Back To School: School Violence

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Last Updated: Monday, July 26, 2010

According to the Florida Department of Education, most schools are safe, but youth violence is on the rise. As a parent or caregiver, there are steps you can take to help keep your child safe at school.

1. Request a copy of the school handbook that contains school rules and regulations.
2. Be sure you understand what the behavior rules are in your child's school, find out what the punishments are for breaking the rules, and review these with your child. For example, what is your school's definition of a weapon and what happens if a child is caught with a weapon in school?
3. Find out if your child's school keeps track of:

  • Students who skip school or miss classes.
  • Complaints by children of being bullied on school ground bathrooms or on the way to and from school.
  • Disrespectful behavior toward the teachers.
  • Increasing rates of stealing and vandalism of school property.
  • Small groups of students who always seem to be angry or cut off from other students.

4. Don't worry alone. Talk with other parents. Organize a parent group with the goal of creating a safe school. Talk to your school principal and offer help.
5. Talk to your children regularly. Ask them if they are worried about their safety. They will often have valuable ideas and suggestions.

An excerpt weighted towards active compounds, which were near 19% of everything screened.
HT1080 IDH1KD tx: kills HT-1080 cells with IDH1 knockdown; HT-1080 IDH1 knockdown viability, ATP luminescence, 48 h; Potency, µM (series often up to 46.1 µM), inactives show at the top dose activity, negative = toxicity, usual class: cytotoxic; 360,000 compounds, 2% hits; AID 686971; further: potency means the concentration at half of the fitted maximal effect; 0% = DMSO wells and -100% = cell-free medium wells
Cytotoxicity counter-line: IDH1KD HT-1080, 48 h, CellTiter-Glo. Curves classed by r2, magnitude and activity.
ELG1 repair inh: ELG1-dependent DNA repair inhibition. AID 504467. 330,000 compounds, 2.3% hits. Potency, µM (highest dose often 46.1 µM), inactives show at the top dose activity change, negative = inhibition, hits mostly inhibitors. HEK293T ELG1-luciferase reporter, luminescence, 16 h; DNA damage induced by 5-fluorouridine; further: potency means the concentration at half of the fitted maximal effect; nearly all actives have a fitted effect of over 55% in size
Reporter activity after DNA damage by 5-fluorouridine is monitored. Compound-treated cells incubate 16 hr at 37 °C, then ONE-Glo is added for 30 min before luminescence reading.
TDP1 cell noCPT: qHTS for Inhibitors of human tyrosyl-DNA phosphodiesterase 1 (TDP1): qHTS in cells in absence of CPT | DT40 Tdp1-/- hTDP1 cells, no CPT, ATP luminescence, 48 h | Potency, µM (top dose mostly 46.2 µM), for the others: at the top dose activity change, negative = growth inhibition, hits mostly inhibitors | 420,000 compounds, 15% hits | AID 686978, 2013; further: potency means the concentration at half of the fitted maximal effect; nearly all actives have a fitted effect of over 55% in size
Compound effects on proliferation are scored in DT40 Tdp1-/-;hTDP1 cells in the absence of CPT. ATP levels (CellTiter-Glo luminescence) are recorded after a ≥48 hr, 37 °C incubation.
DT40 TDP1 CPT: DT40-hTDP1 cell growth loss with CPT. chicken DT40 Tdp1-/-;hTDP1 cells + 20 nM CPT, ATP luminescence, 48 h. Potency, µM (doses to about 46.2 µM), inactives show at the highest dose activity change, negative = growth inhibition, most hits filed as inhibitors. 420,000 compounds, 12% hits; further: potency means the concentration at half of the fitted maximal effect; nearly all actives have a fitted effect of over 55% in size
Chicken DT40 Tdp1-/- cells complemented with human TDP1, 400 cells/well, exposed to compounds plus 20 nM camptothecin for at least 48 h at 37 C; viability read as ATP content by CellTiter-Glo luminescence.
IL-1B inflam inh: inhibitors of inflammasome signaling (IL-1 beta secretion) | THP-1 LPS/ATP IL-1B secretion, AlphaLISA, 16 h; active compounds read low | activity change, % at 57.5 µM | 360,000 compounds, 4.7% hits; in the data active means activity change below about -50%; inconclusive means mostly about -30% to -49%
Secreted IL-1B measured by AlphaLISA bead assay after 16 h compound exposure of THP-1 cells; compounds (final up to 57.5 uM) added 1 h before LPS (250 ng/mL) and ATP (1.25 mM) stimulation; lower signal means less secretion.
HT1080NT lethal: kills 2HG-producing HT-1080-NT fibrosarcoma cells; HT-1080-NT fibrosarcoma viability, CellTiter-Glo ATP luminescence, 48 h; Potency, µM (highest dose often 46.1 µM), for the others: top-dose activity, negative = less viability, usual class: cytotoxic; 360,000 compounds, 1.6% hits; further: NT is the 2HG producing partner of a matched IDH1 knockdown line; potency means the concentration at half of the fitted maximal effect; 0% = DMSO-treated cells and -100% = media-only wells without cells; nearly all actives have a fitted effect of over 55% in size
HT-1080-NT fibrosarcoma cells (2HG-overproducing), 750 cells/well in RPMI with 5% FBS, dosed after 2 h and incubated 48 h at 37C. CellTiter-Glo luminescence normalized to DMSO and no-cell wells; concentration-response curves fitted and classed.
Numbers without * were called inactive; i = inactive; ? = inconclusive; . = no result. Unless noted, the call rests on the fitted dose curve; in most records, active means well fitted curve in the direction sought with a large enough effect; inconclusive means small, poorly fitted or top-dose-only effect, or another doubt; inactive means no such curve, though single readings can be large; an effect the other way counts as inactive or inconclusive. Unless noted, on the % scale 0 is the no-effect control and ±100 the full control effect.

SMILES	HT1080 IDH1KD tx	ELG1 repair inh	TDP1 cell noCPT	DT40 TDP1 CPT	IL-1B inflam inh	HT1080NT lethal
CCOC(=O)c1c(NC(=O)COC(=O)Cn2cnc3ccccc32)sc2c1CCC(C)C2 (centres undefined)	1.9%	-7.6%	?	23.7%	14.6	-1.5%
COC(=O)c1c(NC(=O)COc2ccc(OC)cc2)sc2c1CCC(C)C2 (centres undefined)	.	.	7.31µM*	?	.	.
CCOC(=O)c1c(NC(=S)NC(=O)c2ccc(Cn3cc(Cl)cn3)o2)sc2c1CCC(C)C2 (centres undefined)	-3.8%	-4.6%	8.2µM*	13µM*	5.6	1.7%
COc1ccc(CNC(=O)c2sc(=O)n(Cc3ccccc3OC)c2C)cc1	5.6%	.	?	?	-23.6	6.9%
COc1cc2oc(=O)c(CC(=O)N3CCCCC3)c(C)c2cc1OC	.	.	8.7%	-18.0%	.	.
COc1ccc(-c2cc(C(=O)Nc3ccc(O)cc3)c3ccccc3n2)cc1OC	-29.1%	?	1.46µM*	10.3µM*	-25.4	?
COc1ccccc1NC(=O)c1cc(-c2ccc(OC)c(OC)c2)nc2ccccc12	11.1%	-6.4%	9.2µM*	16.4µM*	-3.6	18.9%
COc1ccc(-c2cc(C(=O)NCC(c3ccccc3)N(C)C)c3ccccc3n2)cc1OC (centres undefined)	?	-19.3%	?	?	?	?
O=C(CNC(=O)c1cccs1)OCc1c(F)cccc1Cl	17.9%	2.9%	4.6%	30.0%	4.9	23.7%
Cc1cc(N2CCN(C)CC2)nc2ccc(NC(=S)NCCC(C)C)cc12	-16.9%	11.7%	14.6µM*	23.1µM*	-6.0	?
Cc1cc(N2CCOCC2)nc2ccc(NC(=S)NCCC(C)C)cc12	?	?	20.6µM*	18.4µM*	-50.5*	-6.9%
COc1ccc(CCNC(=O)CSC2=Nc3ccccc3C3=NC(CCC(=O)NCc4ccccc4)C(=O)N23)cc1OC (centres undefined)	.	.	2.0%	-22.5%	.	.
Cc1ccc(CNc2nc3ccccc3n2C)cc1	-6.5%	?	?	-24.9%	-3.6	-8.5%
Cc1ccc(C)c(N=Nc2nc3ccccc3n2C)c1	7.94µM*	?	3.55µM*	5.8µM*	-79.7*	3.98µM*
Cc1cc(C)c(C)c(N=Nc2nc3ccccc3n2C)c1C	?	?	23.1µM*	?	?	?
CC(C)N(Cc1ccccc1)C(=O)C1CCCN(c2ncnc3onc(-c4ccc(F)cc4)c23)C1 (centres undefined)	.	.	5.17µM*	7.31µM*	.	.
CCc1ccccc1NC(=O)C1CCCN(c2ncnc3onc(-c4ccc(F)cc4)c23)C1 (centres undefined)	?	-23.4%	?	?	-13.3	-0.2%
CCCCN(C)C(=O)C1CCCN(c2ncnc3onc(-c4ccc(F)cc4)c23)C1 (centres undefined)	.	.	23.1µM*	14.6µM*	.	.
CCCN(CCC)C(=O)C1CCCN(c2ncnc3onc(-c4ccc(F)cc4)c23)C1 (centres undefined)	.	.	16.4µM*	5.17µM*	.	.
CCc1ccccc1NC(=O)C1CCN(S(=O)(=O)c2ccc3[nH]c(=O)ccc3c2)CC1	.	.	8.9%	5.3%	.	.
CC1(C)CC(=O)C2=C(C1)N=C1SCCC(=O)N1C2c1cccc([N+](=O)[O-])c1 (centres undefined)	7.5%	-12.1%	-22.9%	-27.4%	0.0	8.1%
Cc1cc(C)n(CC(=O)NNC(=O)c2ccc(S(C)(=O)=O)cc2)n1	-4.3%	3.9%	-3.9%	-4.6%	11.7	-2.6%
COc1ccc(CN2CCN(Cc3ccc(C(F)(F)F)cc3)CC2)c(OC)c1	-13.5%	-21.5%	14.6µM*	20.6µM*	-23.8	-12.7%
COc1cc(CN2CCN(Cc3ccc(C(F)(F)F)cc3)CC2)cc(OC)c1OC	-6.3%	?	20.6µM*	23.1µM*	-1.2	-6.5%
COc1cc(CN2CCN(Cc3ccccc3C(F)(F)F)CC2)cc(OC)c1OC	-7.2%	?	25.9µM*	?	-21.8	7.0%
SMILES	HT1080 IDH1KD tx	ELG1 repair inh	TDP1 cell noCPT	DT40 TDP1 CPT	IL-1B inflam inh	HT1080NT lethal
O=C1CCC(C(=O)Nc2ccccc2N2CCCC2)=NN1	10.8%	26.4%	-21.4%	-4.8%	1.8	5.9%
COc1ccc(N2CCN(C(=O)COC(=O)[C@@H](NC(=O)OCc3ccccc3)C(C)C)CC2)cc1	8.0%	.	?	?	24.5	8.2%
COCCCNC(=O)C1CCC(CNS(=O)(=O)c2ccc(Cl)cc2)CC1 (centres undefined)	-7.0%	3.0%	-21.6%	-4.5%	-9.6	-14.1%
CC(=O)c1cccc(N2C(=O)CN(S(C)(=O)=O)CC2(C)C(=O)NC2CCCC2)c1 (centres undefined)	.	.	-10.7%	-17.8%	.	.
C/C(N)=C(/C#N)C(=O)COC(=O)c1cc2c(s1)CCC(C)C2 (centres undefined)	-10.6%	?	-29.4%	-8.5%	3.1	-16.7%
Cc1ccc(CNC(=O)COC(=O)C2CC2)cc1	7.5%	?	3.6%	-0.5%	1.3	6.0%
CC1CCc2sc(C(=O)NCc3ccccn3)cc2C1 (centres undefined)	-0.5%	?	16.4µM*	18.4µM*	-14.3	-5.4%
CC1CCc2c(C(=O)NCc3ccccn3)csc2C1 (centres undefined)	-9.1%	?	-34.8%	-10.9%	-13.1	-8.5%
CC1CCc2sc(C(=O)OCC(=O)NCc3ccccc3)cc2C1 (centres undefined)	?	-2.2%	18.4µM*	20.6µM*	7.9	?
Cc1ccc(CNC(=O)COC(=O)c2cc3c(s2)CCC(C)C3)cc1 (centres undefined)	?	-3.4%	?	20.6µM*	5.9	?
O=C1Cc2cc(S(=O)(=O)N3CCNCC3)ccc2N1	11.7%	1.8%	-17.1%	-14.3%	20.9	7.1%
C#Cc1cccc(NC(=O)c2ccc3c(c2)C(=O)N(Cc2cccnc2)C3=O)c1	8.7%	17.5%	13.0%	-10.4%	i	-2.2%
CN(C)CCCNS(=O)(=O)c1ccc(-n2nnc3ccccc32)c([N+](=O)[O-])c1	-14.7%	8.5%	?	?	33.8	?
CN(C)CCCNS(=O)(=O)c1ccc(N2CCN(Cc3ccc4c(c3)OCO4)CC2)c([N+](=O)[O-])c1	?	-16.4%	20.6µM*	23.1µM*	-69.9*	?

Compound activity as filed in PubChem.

6. Find out who is supposed to be at your child's school for supervision before and after hours. This is important to know if your child is going to school early or staying there late.
7. Is there a security system at your child's school? How are visitors handled? How are doors to the outside controlled?
8.Talk to your children about being aware of strangers on school grounds or in school hallways.
9. Find out if staff members in other organizations in your community, such as libraries, community centers, places of worship, and recreation centers, are also concerned about violence. What programs do they offer that you could work with them to improve school safety?
10. Ask other parents who are worried about safety in schools to contact you, or make an announcement at a community or school board meeting.
11. Talk to your child about how to handle anger and problems with others. Talk with your child's teacher, school counselor, or school principal about ways to make this part of classroom lessons.

* In a recent code of conduct issued by the Norfolk Public Schools, the following were considered weapons: knife, razor, ice pick, explosive, sword, cane, machete, firearm, look-alike toy gun, mace, pellet or air rifle pistol, or other objects that reasonably can be considered a weapon.

Source: Florida Department of Education